• communicate emergency technical instructions to affiliate stations throughout the Spanish and Portuguese speaking world
  • sponsor a shelter for emergency storm personnel
  • release and recall staff in an orderly basis

A post-disaster meeting led to a number of refinements in the plan. Most important, the exercise confirmed the ability of the company to maintain important business activities at a pre-established acceptable level, with minimal impact to its customers and revenue stream.

If you’d like advice on testing your company’s business continuity plan before disaster strikes, just give us a call.

Top High-Tech Car Safety Features

Nov 10

 

MP900438798 - smallEverybody has felt that unpleasant surprise when a car comes zooming into view after being hidden in a blind spot. Older motorists are no different, and they see warning systems against this hazard as the top safety feature in newer cars, according to a new report by the MIT AgeLab and The Hartford Insurance Company. After surveying hundreds of drivers over age 50 who get behind the wheel at least three times a week, the study found that these “mature motorists” felt more confident with cars which have at least one of 10 advanced safety technologies.

Here are the top 10 safety features for older motorists (in order):

  1. Blind-spot warnings alert drivers when another vehicle is approaching unseen and also help with parking.
  2. Crash mitigation systems detect imminent collisions and can help reduce passenger injuries.
  3. Emergency response systems alert paramedics or other emergency personnel if there’s an accident.
  4. Drowsy driver alerts warn motorists when they nod off or otherwise become inattentive.
  5. Reverse monitoring systems help drivers (especially those with reduced flexibility) judge distances and back up safely by warning of objects behind the vehicle.
  6. Vehicle stability control reduces crashes by helping steer a car if it veers offline or has trouble navigating a curve.
  7. Lane departure warning alerts motorists when they drift from a lane.
  8. “Smart” headlights illuminate the road more effectively by responding to the direction the driver is steering and the vehicle’s speed.
  9. Voice-activated command systems allow motorists to use a car’s features without losing focus on the highway.
  10. Automated parking assist calculates the angles and steers the car into the space, reducing driver stress and increasing the number of potential parking spots.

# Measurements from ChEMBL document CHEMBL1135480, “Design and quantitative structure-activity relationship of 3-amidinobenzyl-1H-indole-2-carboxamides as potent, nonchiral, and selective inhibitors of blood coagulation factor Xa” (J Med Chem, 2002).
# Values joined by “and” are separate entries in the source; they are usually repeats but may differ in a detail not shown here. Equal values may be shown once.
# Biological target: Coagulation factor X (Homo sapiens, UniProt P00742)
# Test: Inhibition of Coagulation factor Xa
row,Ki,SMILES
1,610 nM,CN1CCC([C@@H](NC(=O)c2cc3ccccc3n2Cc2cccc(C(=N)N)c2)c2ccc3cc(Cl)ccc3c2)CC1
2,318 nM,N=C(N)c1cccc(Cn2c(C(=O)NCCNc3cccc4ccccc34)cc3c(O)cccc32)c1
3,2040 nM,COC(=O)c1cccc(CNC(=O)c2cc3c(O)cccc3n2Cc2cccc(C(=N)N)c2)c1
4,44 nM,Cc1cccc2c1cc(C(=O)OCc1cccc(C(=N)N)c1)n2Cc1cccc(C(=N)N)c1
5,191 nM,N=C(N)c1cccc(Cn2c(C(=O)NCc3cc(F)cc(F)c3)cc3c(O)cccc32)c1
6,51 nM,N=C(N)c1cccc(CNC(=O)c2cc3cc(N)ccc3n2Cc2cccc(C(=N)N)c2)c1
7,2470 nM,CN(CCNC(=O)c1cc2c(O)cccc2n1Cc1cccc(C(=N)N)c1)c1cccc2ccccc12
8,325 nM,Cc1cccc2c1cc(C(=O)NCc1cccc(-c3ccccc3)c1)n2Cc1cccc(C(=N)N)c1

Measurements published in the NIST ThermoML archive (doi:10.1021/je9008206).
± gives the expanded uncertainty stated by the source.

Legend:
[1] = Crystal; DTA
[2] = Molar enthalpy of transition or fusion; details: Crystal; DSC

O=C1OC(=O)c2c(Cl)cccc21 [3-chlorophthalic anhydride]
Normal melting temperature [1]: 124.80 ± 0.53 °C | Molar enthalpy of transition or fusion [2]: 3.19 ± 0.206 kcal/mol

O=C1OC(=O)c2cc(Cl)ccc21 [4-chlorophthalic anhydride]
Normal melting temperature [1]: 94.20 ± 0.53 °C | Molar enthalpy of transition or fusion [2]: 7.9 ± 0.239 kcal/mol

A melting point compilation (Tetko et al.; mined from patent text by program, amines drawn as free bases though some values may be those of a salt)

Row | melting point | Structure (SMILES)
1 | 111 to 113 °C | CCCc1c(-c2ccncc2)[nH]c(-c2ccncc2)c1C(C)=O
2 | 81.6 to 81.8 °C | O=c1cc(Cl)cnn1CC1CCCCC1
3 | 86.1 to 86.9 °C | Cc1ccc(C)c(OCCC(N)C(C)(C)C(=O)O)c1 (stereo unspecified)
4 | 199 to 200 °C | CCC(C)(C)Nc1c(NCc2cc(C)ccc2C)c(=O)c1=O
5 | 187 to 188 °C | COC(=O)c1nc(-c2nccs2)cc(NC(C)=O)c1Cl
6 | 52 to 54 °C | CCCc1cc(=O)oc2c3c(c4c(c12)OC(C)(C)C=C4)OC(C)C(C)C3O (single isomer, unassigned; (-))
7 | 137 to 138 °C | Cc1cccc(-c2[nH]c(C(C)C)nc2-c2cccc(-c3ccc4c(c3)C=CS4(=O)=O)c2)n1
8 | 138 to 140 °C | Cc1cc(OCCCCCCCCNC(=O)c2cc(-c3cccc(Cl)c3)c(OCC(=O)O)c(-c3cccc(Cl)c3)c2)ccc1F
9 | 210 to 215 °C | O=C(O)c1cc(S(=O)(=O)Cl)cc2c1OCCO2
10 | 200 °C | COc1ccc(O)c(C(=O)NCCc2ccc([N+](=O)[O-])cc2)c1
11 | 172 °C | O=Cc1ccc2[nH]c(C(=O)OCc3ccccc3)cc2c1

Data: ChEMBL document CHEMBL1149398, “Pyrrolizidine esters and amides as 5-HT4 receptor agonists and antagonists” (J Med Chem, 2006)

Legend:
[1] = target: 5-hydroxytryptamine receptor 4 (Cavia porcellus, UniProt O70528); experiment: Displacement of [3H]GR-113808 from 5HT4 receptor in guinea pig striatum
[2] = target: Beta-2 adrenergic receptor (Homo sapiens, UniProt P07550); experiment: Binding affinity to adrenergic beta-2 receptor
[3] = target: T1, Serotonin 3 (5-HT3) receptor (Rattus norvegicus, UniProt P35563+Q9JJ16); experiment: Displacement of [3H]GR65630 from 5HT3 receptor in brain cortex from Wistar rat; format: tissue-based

How many of these safety features does your newer car have?

 

Home Security Systems: Myths And Reality

Nov 02
thief-1562699_1920Don’t let negative rumors about home security systems keep you from adding this valuable protection for you and your family. Before you buy a system, consider these myths and realities:
Myth: No one will break into my home.
Reality: Burglars can target any home anywhere, and they’re seeking unprotected targets like yours. In 2011, the FBI reported more than 1.5 million residential burglaries, an average of more than one a minute.

Myth. Security systems cost too much.

Reality: According to the FBI, burglaries cost victims an average of $2,185 in 2011. A security system that costs $50 a month (a mid-range figure for most systems) can provide more than three and a half years of protection for the money and valuables you might lose in a home burglary, not to mention helping ensure your peace of mind.

Myth: My pet will set off false alarms

Reality: Many home security systems are pet friendly, designed to distinguish between pets and intruder.

Myth: Having a security system won’t lower my insurance rate

Reality: Because insurance companies can save a ton of money when policyholders use quality alarm systems (which reduce the chances of burglary claims significantly) they offer these customers a sizeable discount on homeowners coverage. You can use these savings to offset the cost of your system.

Myth: Because I have insurance, I don’t need a security system

Reality: Insurance can’t bring back irreplaceable items, such as family heirlooms or other valuables, which a home security system can help protect. What’s more, many people don’t want to deal with filing a claim and receiving an insurance settlement.

For more information on the benefits that alarm systems can provide, feel free to get in touch with us at any time.